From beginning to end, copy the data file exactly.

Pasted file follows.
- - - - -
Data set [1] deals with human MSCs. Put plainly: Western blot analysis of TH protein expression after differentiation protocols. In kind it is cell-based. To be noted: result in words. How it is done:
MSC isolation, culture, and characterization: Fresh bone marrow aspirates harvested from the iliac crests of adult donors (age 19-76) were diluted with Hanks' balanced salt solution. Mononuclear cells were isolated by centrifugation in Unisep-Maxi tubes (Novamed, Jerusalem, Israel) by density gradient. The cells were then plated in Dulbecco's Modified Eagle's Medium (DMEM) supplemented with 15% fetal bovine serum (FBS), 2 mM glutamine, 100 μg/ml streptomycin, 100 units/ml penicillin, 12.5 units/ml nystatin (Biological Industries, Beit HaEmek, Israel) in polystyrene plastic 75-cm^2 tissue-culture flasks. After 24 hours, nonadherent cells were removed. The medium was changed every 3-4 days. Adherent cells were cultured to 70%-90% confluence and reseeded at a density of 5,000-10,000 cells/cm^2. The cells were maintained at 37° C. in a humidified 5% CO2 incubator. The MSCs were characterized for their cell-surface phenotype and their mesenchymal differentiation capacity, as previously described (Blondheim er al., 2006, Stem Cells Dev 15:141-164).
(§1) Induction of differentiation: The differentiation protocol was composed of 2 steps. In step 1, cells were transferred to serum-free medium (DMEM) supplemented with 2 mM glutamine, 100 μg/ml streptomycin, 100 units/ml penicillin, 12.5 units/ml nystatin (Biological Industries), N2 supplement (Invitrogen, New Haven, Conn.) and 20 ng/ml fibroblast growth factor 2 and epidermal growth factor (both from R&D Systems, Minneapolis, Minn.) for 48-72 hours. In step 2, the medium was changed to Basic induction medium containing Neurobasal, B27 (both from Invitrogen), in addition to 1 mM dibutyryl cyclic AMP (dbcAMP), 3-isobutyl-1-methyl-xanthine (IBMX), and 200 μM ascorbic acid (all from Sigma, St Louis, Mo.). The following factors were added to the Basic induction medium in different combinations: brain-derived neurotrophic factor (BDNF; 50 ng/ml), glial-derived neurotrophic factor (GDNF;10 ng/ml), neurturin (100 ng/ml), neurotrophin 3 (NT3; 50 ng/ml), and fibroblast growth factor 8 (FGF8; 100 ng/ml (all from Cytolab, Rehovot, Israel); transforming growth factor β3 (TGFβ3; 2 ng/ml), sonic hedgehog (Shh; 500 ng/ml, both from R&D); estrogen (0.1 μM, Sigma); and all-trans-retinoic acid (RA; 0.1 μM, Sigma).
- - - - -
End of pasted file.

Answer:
Data set [1] deals with human MSCs. Put plainly: Western blot analysis of TH protein expression after differentiation protocols. In kind it is cell-based. To be noted: result in words. How it is done:
MSC isolation, culture, and characterization: Fresh bone marrow aspirates harvested from the iliac crests of adult donors (age 19-76) were diluted with Hanks' balanced salt solution. Mononuclear cells were isolated by centrifugation in Unisep-Maxi tubes (Novamed, Jerusalem, Israel) by density gradient. The cells were then plated in Dulbecco's Modified Eagle's Medium (DMEM) supplemented with 15% fetal bovine serum (FBS), 2 mM glutamine, 100 μg/ml streptomycin, 100 units/ml penicillin, 12.5 units/ml nystatin (Biological Industries, Beit HaEmek, Israel) in polystyrene plastic 75-cm^2 tissue-culture flasks. After 24 hours, nonadherent cells were removed. The medium was changed every 3-4 days. Adherent cells were cultured to 70%-90% confluence and reseeded at a density of 5,000-10,000 cells/cm^2. The cells were maintained at 37° C. in a humidified 5% CO2 incubator. The MSCs were characterized for their cell-surface phenotype and their mesenchymal differentiation capacity, as previously described (Blondheim er al., 2006, Stem Cells Dev 15:141-164).
(§1) Induction of differentiation: The differentiation protocol was composed of 2 steps. In step 1, cells were transferred to serum-free medium (DMEM) supplemented with 2 mM glutamine, 100 μg/ml streptomycin, 100 units/ml penicillin, 12.5 units/ml nystatin (Biological Industries), N2 supplement (Invitrogen, New Haven, Conn.) and 20 ng/ml fibroblast growth factor 2 and epidermal growth factor (both from R&D Systems, Minneapolis, Minn.) for 48-72 hours. In step 2, the medium was changed to Basic induction medium containing Neurobasal, B27 (both from Invitrogen), in addition to 1 mM dibutyryl cyclic AMP (dbcAMP), 3-isobutyl-1-methyl-xanthine (IBMX), and 200 μM ascorbic acid (all from Sigma, St Louis, Mo.). The following factors were added to the Basic induction medium in different combinations: brain-derived neurotrophic factor (BDNF; 50 ng/ml), glial-derived neurotrophic factor (GDNF;10 ng/ml), neurturin (100 ng/ml), neurotrophin 3 (NT3; 50 ng/ml), and fibroblast growth factor 8 (FGF8; 100 ng/ml (all from Cytolab, Rehovot, Israel); transforming growth factor β3 (TGFβ3; 2 ng/ml), sonic hedgehog (Shh; 500 ng/ml, both from R&D); estrogen (0.1 μM, Sigma); and all-trans-retinoic acid (RA; 0.1 μM, Sigma).